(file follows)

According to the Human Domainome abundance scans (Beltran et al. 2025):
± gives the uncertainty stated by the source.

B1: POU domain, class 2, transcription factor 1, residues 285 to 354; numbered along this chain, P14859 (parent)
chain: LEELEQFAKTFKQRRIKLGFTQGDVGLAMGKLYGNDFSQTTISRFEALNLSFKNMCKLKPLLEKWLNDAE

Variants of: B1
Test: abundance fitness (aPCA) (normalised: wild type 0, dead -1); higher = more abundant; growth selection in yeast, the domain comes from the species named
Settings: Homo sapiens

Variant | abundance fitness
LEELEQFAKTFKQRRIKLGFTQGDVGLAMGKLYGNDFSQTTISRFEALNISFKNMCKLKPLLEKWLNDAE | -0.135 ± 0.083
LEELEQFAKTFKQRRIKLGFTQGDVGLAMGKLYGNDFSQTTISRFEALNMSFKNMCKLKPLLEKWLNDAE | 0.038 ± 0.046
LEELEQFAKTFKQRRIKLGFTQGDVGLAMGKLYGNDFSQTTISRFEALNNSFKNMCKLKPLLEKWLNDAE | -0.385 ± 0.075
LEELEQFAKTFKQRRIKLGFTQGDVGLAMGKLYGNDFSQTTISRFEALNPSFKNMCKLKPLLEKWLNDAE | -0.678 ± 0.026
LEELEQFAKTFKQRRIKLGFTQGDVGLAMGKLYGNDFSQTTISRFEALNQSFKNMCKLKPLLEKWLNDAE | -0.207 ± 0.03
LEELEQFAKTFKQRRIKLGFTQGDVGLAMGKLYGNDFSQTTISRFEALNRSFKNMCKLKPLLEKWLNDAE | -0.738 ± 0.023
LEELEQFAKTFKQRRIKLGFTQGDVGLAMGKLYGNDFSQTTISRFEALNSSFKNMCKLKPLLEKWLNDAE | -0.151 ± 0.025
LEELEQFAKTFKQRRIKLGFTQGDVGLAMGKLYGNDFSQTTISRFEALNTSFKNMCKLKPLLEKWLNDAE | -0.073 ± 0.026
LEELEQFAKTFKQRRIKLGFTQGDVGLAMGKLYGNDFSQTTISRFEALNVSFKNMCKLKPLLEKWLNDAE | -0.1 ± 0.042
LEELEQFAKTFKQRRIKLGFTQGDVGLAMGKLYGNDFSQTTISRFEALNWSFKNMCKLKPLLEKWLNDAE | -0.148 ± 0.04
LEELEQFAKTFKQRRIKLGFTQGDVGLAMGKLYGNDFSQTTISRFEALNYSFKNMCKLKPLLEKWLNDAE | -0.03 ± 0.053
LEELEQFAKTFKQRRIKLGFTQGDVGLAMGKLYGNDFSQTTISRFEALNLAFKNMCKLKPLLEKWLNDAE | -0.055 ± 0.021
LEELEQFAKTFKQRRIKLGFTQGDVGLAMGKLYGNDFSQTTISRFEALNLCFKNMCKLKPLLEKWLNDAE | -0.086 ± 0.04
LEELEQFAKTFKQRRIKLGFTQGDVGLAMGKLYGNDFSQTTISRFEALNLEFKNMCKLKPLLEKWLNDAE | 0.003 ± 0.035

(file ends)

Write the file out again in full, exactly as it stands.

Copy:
According to the Human Domainome abundance scans (Beltran et al. 2025):
± gives the uncertainty stated by the source.

B1: POU domain, class 2, transcription factor 1, residues 285 to 354; numbered along this chain, P14859 (parent)
chain: LEELEQFAKTFKQRRIKLGFTQGDVGLAMGKLYGNDFSQTTISRFEALNLSFKNMCKLKPLLEKWLNDAE

Variants of: B1
Test: abundance fitness (aPCA) (normalised: wild type 0, dead -1); higher = more abundant; growth selection in yeast, the domain comes from the species named
Settings: Homo sapiens

Variant | abundance fitness
LEELEQFAKTFKQRRIKLGFTQGDVGLAMGKLYGNDFSQTTISRFEALNISFKNMCKLKPLLEKWLNDAE | -0.135 ± 0.083
LEELEQFAKTFKQRRIKLGFTQGDVGLAMGKLYGNDFSQTTISRFEALNMSFKNMCKLKPLLEKWLNDAE | 0.038 ± 0.046
LEELEQFAKTFKQRRIKLGFTQGDVGLAMGKLYGNDFSQTTISRFEALNNSFKNMCKLKPLLEKWLNDAE | -0.385 ± 0.075
LEELEQFAKTFKQRRIKLGFTQGDVGLAMGKLYGNDFSQTTISRFEALNPSFKNMCKLKPLLEKWLNDAE | -0.678 ± 0.026
LEELEQFAKTFKQRRIKLGFTQGDVGLAMGKLYGNDFSQTTISRFEALNQSFKNMCKLKPLLEKWLNDAE | -0.207 ± 0.03
LEELEQFAKTFKQRRIKLGFTQGDVGLAMGKLYGNDFSQTTISRFEALNRSFKNMCKLKPLLEKWLNDAE | -0.738 ± 0.023
LEELEQFAKTFKQRRIKLGFTQGDVGLAMGKLYGNDFSQTTISRFEALNSSFKNMCKLKPLLEKWLNDAE | -0.151 ± 0.025
LEELEQFAKTFKQRRIKLGFTQGDVGLAMGKLYGNDFSQTTISRFEALNTSFKNMCKLKPLLEKWLNDAE | -0.073 ± 0.026
LEELEQFAKTFKQRRIKLGFTQGDVGLAMGKLYGNDFSQTTISRFEALNVSFKNMCKLKPLLEKWLNDAE | -0.1 ± 0.042
LEELEQFAKTFKQRRIKLGFTQGDVGLAMGKLYGNDFSQTTISRFEALNWSFKNMCKLKPLLEKWLNDAE | -0.148 ± 0.04
LEELEQFAKTFKQRRIKLGFTQGDVGLAMGKLYGNDFSQTTISRFEALNYSFKNMCKLKPLLEKWLNDAE | -0.03 ± 0.053
LEELEQFAKTFKQRRIKLGFTQGDVGLAMGKLYGNDFSQTTISRFEALNLAFKNMCKLKPLLEKWLNDAE | -0.055 ± 0.021
LEELEQFAKTFKQRRIKLGFTQGDVGLAMGKLYGNDFSQTTISRFEALNLCFKNMCKLKPLLEKWLNDAE | -0.086 ± 0.04
LEELEQFAKTFKQRRIKLGFTQGDVGLAMGKLYGNDFSQTTISRFEALNLEFKNMCKLKPLLEKWLNDAE | 0.003 ± 0.035